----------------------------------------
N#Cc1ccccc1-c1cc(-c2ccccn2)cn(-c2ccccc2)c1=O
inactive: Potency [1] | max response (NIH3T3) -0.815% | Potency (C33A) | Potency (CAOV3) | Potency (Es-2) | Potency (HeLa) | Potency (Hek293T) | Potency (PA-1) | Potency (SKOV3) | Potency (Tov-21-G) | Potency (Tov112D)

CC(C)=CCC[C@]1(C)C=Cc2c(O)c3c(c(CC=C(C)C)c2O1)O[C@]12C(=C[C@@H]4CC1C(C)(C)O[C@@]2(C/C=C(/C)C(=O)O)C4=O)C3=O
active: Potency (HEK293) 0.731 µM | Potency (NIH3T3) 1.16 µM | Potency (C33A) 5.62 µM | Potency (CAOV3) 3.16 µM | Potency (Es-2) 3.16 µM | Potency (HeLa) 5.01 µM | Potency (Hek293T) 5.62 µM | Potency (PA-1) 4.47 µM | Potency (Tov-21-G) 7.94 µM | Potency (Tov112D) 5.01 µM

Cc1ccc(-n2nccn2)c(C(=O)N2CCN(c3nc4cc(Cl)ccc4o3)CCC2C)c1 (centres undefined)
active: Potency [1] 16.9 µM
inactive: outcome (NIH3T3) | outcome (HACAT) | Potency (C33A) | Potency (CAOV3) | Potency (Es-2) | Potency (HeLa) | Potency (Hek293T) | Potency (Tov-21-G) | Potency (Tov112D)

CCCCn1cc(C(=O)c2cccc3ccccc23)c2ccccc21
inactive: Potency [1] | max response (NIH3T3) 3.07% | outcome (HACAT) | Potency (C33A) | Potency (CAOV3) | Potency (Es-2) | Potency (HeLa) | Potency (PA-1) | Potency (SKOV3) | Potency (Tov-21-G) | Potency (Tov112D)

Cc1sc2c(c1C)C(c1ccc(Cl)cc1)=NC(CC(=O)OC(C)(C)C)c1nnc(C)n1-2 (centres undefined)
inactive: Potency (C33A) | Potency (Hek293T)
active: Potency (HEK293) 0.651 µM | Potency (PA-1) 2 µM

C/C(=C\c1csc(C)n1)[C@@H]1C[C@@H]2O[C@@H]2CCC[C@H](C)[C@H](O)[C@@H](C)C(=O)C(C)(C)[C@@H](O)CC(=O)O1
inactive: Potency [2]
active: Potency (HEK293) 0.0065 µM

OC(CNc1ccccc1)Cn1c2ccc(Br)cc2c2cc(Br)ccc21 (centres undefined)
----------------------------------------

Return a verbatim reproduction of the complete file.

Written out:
N#Cc1ccccc1-c1cc(-c2ccccn2)cn(-c2ccccc2)c1=O
inactive: Potency [1] | max response (NIH3T3) -0.815% | Potency (C33A) | Potency (CAOV3) | Potency (Es-2) | Potency (HeLa) | Potency (Hek293T) | Potency (PA-1) | Potency (SKOV3) | Potency (Tov-21-G) | Potency (Tov112D)

CC(C)=CCC[C@]1(C)C=Cc2c(O)c3c(c(CC=C(C)C)c2O1)O[C@]12C(=C[C@@H]4CC1C(C)(C)O[C@@]2(C/C=C(/C)C(=O)O)C4=O)C3=O
active: Potency (HEK293) 0.731 µM | Potency (NIH3T3) 1.16 µM | Potency (C33A) 5.62 µM | Potency (CAOV3) 3.16 µM | Potency (Es-2) 3.16 µM | Potency (HeLa) 5.01 µM | Potency (Hek293T) 5.62 µM | Potency (PA-1) 4.47 µM | Potency (Tov-21-G) 7.94 µM | Potency (Tov112D) 5.01 µM

Cc1ccc(-n2nccn2)c(C(=O)N2CCN(c3nc4cc(Cl)ccc4o3)CCC2C)c1 (centres undefined)
active: Potency [1] 16.9 µM
inactive: outcome (NIH3T3) | outcome (HACAT) | Potency (C33A) | Potency (CAOV3) | Potency (Es-2) | Potency (HeLa) | Potency (Hek293T) | Potency (Tov-21-G) | Potency (Tov112D)

CCCCn1cc(C(=O)c2cccc3ccccc23)c2ccccc21
inactive: Potency [1] | max response (NIH3T3) 3.07% | outcome (HACAT) | Potency (C33A) | Potency (CAOV3) | Potency (Es-2) | Potency (HeLa) | Potency (PA-1) | Potency (SKOV3) | Potency (Tov-21-G) | Potency (Tov112D)

Cc1sc2c(c1C)C(c1ccc(Cl)cc1)=NC(CC(=O)OC(C)(C)C)c1nnc(C)n1-2 (centres undefined)
inactive: Potency (C33A) | Potency (Hek293T)
active: Potency (HEK293) 0.651 µM | Potency (PA-1) 2 µM

C/C(=C\c1csc(C)n1)[C@@H]1C[C@@H]2O[C@@H]2CCC[C@H](C)[C@H](O)[C@@H](C)C(=O)C(C)(C)[C@@H](O)CC(=O)O1
inactive: Potency [2]
active: Potency (HEK293) 0.0065 µM

OC(CNc1ccccc1)Cn1c2ccc(Br)cc2c2cc(Br)ccc21 (centres undefined)